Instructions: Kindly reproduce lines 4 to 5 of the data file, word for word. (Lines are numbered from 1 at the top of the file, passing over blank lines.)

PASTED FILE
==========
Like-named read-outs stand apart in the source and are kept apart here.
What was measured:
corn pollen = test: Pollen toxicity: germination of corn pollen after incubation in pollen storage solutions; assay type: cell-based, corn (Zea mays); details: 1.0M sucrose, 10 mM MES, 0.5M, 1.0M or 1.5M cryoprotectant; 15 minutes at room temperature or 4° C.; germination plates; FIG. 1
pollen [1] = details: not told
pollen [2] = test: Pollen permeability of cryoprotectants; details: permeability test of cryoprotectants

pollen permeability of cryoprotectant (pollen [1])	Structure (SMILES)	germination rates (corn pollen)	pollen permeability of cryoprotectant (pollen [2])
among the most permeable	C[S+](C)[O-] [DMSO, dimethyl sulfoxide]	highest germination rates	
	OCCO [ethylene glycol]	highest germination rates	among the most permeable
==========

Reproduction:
pollen [1] = details: not told
pollen [2] = test: Pollen permeability of cryoprotectants; details: permeability test of cryoprotectants